North Branch democrat. (Tunkhannock, Pa.) 1854-1867, January 21, 1863, Image 1

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    j I SlC^lT Proprietor.)
gorfij sranrli fentoirah
weekly Democratic
psper, devoted to Pol- - * -SgSfef 1L
ties, News, the Arte J| }'&? ■
and Sciences Ac. Pub- - jjffigj-'
g*v, at Tunkhannoek, Wjfp p
tfvoniing County.Pa. ~-/ jj||jw H—J
Terms—l copy 1 year, (in advance) $1.50. If
not pain within six months, 5'2.00 will be charged.
!0 lints or . J < •; i
less, make three four tu-a .three six one
rne square tcetks'ireeksmu th mo th mo th year
fsauare~ To<>~L2s 2.25 : 2,87; 3.00, 5,00
T I 200 2.50 3,25 35n -1.50. 0.00
3 fo. sffi 3.75: 4,75; 5,50? 7,00) 9,00
I Column 4,00* 4,50; 0.5& i 8,00 10,00 15 00
do 6 00* 700 10, CO 12.00 17.00 25 00
I do. 8,00: 9.50 11,00; 13,00.25,00 .>.->.OO
I 1 do. 10,00112,00 i 17,00> 22,00] 28,WP 40,00
Business Cards of one square, with paper, So.
of all kinds neatly executed, and at prices to .skit
the times.
ftaiitfss JtLifircs.
BACDN *TA\ !>.—Nicholson, Pa. C. L
JACKSOS, Proprietor. fvln49tf]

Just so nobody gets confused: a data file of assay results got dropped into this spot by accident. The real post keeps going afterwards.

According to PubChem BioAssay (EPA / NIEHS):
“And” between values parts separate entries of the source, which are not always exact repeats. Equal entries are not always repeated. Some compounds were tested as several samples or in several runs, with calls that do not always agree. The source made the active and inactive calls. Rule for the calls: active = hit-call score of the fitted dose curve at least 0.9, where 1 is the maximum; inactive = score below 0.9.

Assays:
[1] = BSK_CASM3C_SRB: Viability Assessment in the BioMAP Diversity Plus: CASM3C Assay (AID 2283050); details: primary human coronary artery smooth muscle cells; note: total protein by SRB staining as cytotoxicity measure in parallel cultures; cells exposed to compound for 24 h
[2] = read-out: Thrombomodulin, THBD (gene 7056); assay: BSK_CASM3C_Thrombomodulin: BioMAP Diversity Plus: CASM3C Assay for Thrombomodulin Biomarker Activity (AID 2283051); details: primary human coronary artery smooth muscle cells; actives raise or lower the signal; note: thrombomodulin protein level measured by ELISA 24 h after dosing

• Newton Centre, Lucerne County l\i.
VJT Tunkhannoek, i'a. OBice m Stark's Biiek
flock, Tioga street.
VV See in Stark's Brick Block, Tioga St., Tunk
hannoek, Pa.
Ij LAW, Office on Tioga street, Tunkhannoek,
J • Office on Bridge Street, next door to the Demo
crat Office, Tunkhannoek, l'a.
£ca. Bridge street, opposite Wall's Hotel, Tunkkan
no-k Pa.
J. W. niIOABS, M. D ,
Graduate of the University of Penn'a.)
Respectfully offers hi- profes-ional service- to the j
/Ititens of Tunkhannoek and vicinity, lie can be i
f 'und, when riot profi-ssionally engaged, cither at his
Drug State, nr at his resideuce on PUT tin Street.
ED AT THE FALLS. WILL promptly attend
.all calls in the line of hi? pr. fession—may be found
ct Dcemer's Hotel, when ::ut pr-fcssionally absent,
halls, Oct. 10, 1361.
DK. J. C If EC K I If V <'(|
Would respectfully arm to the i-itiz -lis o f Wr- |
oming that they have located at AJri opa> y. where
lacy will promptly attend to all <-ail- i.; the line of
their profession. May l.e fund at his Drug Storo
when not professionally absent.
JM. CAREY, >l. D.— (Graduate of the q
. M. I nstitute, Cincinnati) would respectfully '
Maounce fo the citizens of Wyoming an I Luzerne
Counties, that he c-ntinue.s hi? regular practice in the
minus departments of his profession. May ne found
t his office or residence, when not professionally ab-
Particular attention given to the treatment
Chronic Diseas.
cntremoreland, Wyoming Co. Pa.—v2n2
'THIS establishment has recently been refitted and
J- furnished in the latest style Every attention
will be given to the comfort and convenience of those
who patronize the Ilou-e.
T. B. WALL, Owner and Proprietor.
Tunkhannoek, September 11, 1361.'
LTAY ING resumed the proprietorship of the above
AT Hotel, the undersigned will spare no effort to
fwder the house an agreeable place ot sojourn for
S! ' who may favor it with their custom.
II. 1561.